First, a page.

Nectarine trees versus peach trees?

Discussion in 'Fruits' started by cmdr-apollo, May 23, 2013.

  1. cmdr-apollo

    cmdr-apollo New Member

    Joined:
    May 22, 2013
    Messages:
    30
    I'm currently attempting to grow a nectarine tree - it's tall and growing taller rather than wider, so I'm going to have to work on pruning it to encourage it to grow properly, I think.
    If this works well, I was thinking of starting a peach tree (from a pre-started tree, not a seed).

    I don't want to get ahead of myself here but if I successfully manage this nectarine tree, will I be able to successfully manage a peach tree or does it require an entirely different approach? Any thoughts?
     
    cmdr-apollo, May 23, 2013
    #1
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  2. cmdr-apollo

    justusforus New Member

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    Sep 3, 2013
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    I never started a peach tree but have had them come with the property. I can't see there would be much of a difference between a peach and a nectarine. I am sure with all the knowledge on this forum, someone may have a more definitive answer than mine.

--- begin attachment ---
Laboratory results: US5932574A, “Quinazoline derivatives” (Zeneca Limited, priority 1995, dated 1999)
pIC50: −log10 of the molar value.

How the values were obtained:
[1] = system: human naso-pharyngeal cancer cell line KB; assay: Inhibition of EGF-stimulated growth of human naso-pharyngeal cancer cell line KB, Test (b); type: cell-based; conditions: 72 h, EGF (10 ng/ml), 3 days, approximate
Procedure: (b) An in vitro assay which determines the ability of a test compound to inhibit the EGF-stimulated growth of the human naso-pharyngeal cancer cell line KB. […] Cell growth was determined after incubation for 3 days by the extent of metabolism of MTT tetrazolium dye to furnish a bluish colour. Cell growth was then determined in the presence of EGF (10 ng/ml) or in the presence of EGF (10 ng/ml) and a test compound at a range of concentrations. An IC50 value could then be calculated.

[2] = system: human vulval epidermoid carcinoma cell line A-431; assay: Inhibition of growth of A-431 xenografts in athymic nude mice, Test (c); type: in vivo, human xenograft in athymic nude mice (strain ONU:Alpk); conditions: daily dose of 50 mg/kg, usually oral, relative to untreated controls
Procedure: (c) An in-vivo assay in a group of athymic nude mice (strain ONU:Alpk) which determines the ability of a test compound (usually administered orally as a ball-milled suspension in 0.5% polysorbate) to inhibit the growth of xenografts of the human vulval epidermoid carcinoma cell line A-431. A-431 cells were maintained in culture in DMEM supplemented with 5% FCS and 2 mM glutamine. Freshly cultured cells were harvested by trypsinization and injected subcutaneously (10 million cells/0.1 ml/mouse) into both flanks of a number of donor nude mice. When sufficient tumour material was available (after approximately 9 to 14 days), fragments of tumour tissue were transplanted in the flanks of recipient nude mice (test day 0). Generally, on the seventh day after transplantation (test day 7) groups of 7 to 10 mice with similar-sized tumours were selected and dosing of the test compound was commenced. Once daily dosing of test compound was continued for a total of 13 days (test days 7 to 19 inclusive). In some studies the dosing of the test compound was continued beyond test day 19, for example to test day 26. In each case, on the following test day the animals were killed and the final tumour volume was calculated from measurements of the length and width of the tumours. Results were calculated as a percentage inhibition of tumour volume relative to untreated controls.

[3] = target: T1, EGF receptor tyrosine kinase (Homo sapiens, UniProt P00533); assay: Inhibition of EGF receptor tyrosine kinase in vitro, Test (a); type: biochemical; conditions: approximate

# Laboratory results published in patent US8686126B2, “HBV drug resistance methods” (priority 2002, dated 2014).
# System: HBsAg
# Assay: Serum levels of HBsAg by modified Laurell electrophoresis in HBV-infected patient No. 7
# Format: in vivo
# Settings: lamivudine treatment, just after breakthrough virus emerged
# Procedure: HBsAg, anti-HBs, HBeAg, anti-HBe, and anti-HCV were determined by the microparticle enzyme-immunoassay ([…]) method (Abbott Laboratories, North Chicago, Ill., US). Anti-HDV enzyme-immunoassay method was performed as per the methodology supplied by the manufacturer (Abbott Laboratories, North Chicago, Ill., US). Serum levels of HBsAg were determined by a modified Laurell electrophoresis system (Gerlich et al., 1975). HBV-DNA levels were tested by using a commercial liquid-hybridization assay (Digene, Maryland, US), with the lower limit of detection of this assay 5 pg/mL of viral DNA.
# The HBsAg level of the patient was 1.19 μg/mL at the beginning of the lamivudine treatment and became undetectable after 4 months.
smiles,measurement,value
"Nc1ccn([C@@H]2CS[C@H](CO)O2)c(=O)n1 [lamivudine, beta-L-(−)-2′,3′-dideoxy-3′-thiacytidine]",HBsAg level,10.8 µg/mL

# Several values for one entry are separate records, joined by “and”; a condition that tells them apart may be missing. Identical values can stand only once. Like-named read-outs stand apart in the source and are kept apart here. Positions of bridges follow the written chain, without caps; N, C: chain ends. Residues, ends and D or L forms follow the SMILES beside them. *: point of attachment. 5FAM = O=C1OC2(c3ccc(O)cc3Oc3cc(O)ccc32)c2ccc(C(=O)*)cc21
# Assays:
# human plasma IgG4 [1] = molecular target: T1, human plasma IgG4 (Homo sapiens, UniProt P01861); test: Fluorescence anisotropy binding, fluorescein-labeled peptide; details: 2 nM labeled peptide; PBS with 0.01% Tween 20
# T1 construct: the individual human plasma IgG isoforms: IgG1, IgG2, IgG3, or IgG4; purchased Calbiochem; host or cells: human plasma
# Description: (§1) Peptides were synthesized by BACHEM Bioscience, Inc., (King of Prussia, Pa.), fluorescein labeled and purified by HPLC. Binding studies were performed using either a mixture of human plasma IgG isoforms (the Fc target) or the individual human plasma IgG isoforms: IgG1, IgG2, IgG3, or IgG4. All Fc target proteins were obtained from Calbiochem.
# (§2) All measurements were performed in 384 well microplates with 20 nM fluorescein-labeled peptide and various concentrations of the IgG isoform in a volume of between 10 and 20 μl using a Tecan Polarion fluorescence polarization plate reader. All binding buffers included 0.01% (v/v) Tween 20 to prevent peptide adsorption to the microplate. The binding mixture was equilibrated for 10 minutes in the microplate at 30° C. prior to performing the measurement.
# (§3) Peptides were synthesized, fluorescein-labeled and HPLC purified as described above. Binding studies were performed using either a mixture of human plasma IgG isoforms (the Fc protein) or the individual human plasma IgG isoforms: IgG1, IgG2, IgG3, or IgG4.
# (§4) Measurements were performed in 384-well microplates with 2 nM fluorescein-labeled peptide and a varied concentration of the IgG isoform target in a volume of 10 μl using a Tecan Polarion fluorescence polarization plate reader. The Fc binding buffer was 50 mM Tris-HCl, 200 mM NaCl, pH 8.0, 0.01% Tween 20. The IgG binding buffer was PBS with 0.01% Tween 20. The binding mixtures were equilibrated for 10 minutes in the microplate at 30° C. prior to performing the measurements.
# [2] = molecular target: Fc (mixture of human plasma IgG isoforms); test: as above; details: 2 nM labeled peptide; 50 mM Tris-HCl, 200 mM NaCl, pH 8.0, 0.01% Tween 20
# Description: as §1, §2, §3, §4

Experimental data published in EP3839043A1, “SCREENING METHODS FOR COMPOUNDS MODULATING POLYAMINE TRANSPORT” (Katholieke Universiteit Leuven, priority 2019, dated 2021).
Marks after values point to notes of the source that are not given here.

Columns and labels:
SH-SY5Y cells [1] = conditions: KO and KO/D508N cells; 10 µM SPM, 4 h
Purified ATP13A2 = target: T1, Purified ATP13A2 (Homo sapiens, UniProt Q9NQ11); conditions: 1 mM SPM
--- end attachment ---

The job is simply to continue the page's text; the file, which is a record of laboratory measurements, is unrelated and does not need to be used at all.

justusforus, Jan 7, 2014
    #2
  3. cmdr-apollo

    thomas pendrake New Member

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    Dec 31, 2013
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    My understanding and experience is that nectarines and peaches are pretty much the same. They are essentially varieties of the same fruit. Just be sure that the variety you are trying to grow is suited for your zone. Peaches or nectarines that grow in Miami may not grow in Nebraska. I had Ceylon peaches in Miami and they are perhaps the tastiest peach in the world. I haven't seen any in north or central Florida.
     
    thomas pendrake, Jan 30, 2014
    #3
  4. cmdr-apollo

    gata montes New Member

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    Aug 16, 2013
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    As I grow both peach and nectarine trees -I would say that they should be treated as one and the same thing - as they both have the same requirements - which means regular pruning just after harvesting in order to keep them fruiting and disease free the following year.
    It is also a good idea if the top is getting too carried away - to lop out the centre of the tree - in order to allow plenty of light to reach the fruit so that it ripens fully - as well as keeping the tree at a manageable height for harvesting :)
     
    gata montes, Jan 30, 2014
    #4

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